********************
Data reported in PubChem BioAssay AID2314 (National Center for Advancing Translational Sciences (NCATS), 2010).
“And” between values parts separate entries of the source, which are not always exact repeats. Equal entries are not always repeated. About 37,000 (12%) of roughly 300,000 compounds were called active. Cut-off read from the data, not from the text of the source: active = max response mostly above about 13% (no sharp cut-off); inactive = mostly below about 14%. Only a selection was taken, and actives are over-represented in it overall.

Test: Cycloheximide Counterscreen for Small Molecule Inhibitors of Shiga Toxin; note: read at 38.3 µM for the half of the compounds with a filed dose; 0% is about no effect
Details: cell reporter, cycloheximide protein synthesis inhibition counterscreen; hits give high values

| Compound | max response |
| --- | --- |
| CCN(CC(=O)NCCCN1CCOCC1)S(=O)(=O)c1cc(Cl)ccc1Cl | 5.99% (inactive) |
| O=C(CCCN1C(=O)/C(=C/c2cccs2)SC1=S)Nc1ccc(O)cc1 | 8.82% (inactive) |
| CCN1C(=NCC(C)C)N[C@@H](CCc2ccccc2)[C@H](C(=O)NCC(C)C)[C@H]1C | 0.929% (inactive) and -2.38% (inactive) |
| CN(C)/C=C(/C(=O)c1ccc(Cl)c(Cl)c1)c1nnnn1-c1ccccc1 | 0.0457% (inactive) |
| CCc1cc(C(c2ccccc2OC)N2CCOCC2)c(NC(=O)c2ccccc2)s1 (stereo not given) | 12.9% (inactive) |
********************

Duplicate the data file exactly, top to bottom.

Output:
Data reported in PubChem BioAssay AID2314 (National Center for Advancing Translational Sciences (NCATS), 2010).
“And” between values parts separate entries of the source, which are not always exact repeats. Equal entries are not always repeated. About 37,000 (12%) of roughly 300,000 compounds were called active. Cut-off read from the data, not from the text of the source: active = max response mostly above about 13% (no sharp cut-off); inactive = mostly below about 14%. Only a selection was taken, and actives are over-represented in it overall.

Test: Cycloheximide Counterscreen for Small Molecule Inhibitors of Shiga Toxin; note: read at 38.3 µM for the half of the compounds with a filed dose; 0% is about no effect
Details: cell reporter, cycloheximide protein synthesis inhibition counterscreen; hits give high values

| Compound | max response |
| --- | --- |
| CCN(CC(=O)NCCCN1CCOCC1)S(=O)(=O)c1cc(Cl)ccc1Cl | 5.99% (inactive) |
| O=C(CCCN1C(=O)/C(=C/c2cccs2)SC1=S)Nc1ccc(O)cc1 | 8.82% (inactive) |
| CCN1C(=NCC(C)C)N[C@@H](CCc2ccccc2)[C@H](C(=O)NCC(C)C)[C@H]1C | 0.929% (inactive) and -2.38% (inactive) |
| CN(C)/C=C(/C(=O)c1ccc(Cl)c(Cl)c1)c1nnnn1-c1ccccc1 | 0.0457% (inactive) |
| CCc1cc(C(c2ccccc2OC)N2CCOCC2)c(NC(=O)c2ccccc2)s1 (stereo not given) | 12.9% (inactive) |